"Oil consumption in transport will have to decrease by more than two thirds to reach the goals of a 70% reduction by 2015," explained the EEA. To do so, "Member States must reach 10% of renewable energy consumption in the transport sector within 2020".

"Increased use of electricity from renewable sources in the transport sector would reduce the pressure on biofuels to reach EU targets of 10%," the EEA always revealed in a 2017 study.

In other words, more electric vehicles (BEVs) are needed, powered by electricity produced from green sources, as a "key component of the European mobility system" to help reducing climate impacts and air quality: "The life cycle emissions of an electric vehicle powered by electricity generated from renewable sources could be almost 90% lower than an equivalent half with an internal combustion engine (ICEV) ”, specifies the EEA.

But how are sales of electric vehicles in the EU going? "Electric cars are slowly penetrating the European market. The BEVs were about 0.6% of all new cars sold in the EU in 2017. This is a 51% increase in just one year, "explains the Agency: Most Member States have introduced financial incentives for the purchase of electricity powered vehicles and are encouraging consumers to choose cleaner vehicles.

It is not all so bad, in short. Both for the efforts of some EU countries in facilitating emobility, and because some types of pollutants (SOₓ, NOₓ, PM) have diminished thanks to the introduction by the European Union of new rules on the quality of fuels and new “Euro” standards for internal combustion engines and the use of cleaner technologies: a series of initiatives that have led to a reduction in emissions in all types of transport. Except for the aerial one, where for the advent of the electric one will have to wait even more.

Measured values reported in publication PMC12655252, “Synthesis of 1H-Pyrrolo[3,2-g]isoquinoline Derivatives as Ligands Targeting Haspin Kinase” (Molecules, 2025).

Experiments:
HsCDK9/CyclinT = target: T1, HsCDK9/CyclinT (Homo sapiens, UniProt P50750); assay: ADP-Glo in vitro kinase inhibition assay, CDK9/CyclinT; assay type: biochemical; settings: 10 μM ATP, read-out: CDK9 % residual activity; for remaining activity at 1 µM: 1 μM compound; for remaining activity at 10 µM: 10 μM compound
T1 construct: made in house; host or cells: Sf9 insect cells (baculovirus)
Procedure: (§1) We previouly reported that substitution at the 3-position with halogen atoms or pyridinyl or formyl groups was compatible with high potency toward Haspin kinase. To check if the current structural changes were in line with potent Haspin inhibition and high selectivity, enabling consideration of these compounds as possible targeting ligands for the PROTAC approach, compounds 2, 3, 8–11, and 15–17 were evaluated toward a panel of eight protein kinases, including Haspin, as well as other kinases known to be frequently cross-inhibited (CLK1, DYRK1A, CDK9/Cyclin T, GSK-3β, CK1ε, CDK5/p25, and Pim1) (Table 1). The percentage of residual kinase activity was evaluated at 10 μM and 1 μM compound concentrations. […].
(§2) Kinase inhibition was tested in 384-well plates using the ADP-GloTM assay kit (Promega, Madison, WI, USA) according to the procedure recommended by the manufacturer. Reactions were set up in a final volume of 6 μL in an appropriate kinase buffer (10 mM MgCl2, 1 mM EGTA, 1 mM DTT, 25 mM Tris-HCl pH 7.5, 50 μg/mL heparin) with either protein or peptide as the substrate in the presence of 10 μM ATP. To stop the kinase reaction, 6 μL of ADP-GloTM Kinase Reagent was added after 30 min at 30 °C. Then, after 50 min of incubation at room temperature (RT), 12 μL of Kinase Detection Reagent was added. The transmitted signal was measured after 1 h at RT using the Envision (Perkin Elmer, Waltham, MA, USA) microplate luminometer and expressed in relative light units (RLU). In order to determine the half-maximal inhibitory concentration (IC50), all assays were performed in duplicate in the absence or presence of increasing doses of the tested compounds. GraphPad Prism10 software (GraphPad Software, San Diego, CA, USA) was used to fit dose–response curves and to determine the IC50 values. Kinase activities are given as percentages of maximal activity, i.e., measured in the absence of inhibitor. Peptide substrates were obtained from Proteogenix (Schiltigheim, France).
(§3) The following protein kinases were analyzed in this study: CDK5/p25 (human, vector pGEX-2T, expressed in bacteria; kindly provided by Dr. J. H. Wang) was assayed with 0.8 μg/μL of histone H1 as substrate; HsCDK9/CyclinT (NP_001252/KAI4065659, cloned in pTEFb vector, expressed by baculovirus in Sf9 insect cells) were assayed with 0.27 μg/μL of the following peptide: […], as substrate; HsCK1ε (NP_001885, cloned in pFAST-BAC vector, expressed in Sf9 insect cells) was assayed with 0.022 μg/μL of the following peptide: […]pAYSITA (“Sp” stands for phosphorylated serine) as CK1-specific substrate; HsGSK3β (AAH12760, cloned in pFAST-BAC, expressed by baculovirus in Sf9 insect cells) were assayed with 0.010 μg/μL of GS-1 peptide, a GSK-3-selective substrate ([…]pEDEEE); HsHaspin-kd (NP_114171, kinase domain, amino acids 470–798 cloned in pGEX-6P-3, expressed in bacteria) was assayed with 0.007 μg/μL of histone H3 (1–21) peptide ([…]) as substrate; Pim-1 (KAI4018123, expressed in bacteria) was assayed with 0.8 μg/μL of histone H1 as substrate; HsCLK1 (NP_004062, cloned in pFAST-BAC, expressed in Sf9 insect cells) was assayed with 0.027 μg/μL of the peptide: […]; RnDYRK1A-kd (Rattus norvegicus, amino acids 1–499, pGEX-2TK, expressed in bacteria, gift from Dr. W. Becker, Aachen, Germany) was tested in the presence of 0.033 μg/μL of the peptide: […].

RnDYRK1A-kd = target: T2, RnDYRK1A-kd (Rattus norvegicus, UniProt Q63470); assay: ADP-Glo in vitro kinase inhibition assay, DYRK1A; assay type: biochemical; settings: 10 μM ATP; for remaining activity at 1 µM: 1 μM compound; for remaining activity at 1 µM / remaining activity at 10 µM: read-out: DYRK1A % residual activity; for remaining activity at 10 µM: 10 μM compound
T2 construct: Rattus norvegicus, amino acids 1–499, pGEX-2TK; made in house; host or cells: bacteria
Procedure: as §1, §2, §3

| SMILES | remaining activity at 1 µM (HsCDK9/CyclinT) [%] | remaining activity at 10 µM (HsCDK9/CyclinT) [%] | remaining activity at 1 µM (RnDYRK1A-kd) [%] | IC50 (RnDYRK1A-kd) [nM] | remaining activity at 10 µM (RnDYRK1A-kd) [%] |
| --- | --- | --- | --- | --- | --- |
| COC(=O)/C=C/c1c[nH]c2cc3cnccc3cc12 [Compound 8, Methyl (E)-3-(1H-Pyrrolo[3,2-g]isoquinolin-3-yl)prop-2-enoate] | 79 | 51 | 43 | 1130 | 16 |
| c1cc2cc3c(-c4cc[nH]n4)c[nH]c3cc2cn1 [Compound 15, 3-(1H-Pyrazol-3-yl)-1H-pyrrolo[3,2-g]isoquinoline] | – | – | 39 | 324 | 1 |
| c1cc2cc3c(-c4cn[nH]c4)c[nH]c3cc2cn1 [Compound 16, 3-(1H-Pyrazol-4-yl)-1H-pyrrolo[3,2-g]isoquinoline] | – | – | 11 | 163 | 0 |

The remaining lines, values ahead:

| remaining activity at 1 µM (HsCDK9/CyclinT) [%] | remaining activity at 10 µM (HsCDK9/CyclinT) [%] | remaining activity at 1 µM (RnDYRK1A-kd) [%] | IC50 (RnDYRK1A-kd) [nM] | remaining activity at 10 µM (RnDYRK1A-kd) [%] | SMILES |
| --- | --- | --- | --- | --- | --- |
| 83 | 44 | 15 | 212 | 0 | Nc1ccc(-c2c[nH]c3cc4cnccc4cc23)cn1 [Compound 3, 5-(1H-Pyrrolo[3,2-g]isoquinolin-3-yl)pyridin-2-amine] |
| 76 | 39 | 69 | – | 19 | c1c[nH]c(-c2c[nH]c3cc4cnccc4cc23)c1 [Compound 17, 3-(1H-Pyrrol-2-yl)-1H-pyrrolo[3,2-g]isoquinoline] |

What can be done to increase the use of electric vehicles:

- States can provide tax incentives to reduce costs

- There may be reductions on vehicle circulation taxes

- States can usefully discourage, or even better penalize, vehicles fueled with more polluting fuels (diesel, and others)

- Municipalities can privilege the circulation of electric vehicles in some areas prohibited to other types of vehicles

- Municipalities can increase the network of charging stations for electric cars

- Public administrations must replace their fleet with electric vehicles

- The fleets of public transport vehicles must, over time, adapt to the power supply

- The situation of diffusion of electric vehicles must be continuously monitored to adapt the policies as the ratio of electric vehicles to total vehicles sold and circulating constantly changes.

Finally, it must be remembered that electric vehicles solve the problem of air pollution, especially in the local area, as there are no emissions, at least in relation to power supply. But they do not solve the question of traffic and the occupation of space, also in relation to the most valuable areas and the danger of road safety.

1. https://www.eea.europa.eu/publications - c7=en&c11=5&c14=&c12=&b_start=0&c13=transport, in particular:

- Electric vehicles from life cycle and circular economy perspectives - TERM 2018 

- Recent trends and projections in EU greenhouse gas emissions  -   2018

- Appropriate taxes and incentives do affect purchases of new cars  - 2018